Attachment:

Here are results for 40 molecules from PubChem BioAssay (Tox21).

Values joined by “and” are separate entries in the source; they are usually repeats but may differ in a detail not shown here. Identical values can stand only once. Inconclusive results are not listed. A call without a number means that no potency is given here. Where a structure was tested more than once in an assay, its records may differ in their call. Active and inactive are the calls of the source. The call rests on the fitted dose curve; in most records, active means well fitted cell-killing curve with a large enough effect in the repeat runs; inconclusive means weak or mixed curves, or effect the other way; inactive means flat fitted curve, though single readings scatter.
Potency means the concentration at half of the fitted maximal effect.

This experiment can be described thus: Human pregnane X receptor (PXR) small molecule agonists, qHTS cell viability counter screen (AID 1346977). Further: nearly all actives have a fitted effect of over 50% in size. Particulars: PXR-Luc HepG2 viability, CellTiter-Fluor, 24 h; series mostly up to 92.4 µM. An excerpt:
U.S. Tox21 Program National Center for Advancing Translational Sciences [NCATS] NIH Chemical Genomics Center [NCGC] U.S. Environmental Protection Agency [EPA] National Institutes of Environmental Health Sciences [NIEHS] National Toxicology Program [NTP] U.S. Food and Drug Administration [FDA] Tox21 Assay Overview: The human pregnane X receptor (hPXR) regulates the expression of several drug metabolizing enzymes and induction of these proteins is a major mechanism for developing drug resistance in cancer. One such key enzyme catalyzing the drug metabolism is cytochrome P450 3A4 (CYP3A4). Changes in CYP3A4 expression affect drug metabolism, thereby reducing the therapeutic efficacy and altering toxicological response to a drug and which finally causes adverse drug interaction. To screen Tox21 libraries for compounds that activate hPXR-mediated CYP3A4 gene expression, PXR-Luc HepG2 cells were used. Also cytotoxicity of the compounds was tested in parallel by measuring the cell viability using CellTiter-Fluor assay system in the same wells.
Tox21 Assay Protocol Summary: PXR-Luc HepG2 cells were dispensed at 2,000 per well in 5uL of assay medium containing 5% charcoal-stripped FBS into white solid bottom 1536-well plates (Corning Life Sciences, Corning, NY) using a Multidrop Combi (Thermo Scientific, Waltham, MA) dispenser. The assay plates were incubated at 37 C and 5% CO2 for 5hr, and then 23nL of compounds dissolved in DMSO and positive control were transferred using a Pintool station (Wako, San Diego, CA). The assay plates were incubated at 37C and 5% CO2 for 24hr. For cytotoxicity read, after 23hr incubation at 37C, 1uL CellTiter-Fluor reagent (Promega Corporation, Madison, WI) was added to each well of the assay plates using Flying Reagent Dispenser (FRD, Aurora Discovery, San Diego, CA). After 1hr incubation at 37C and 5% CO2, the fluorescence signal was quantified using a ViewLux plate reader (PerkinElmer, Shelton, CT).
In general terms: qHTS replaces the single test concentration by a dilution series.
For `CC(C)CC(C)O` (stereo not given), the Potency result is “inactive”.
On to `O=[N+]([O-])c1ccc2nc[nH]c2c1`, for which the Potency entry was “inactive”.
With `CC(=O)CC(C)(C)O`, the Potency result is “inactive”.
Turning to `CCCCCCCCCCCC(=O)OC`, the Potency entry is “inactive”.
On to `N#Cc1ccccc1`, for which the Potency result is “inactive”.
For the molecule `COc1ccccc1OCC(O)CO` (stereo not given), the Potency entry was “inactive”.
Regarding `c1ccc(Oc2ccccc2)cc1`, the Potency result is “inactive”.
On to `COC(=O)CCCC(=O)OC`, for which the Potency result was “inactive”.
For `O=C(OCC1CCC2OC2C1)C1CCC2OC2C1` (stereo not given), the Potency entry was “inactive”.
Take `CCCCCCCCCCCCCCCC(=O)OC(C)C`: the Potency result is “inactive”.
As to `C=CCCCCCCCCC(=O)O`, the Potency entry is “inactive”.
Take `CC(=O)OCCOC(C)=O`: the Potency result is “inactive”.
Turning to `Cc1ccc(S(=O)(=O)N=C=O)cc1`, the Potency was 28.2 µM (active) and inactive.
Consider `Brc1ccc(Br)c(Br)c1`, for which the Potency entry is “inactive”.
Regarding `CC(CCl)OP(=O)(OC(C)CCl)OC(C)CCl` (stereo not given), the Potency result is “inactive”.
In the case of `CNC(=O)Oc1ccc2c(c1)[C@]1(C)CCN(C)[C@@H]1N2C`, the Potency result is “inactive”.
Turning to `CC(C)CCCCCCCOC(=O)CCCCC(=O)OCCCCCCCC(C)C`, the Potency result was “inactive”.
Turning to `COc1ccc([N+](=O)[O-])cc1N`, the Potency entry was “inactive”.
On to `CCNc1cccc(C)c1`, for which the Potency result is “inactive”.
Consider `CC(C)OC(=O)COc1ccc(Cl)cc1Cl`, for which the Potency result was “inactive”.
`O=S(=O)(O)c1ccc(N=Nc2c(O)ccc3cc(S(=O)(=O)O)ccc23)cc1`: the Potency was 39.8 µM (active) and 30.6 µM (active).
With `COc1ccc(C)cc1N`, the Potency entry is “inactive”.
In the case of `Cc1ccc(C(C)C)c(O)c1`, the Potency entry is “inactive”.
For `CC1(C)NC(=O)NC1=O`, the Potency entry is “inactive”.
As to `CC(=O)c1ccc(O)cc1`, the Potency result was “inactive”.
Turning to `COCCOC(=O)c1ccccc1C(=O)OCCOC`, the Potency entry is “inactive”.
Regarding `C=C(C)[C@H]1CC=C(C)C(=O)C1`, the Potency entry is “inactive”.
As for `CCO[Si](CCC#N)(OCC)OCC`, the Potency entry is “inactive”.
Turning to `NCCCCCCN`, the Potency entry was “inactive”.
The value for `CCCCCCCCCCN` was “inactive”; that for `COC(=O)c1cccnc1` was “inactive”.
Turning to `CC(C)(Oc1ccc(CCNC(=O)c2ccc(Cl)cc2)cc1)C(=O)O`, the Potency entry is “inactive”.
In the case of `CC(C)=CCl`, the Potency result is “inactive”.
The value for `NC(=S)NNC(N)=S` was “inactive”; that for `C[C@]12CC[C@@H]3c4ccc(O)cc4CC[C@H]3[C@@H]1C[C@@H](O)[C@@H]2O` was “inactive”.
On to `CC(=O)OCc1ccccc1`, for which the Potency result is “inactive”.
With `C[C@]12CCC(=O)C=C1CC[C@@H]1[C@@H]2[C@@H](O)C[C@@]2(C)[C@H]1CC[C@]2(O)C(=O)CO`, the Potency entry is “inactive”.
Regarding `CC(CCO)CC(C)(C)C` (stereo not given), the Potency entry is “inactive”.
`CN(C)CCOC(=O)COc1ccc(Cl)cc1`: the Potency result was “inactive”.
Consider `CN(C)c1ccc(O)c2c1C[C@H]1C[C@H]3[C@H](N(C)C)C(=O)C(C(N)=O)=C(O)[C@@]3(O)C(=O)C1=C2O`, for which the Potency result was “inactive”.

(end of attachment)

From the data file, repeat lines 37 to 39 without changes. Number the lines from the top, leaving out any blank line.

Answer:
The value for `CCCCCCCCCCN` was “inactive”; that for `COC(=O)c1cccnc1` was “inactive”.
Turning to `CC(C)(Oc1ccc(CCNC(=O)c2ccc(Cl)cc2)cc1)C(=O)O`, the Potency entry is “inactive”.
In the case of `CC(C)=CCl`, the Potency result is “inactive”.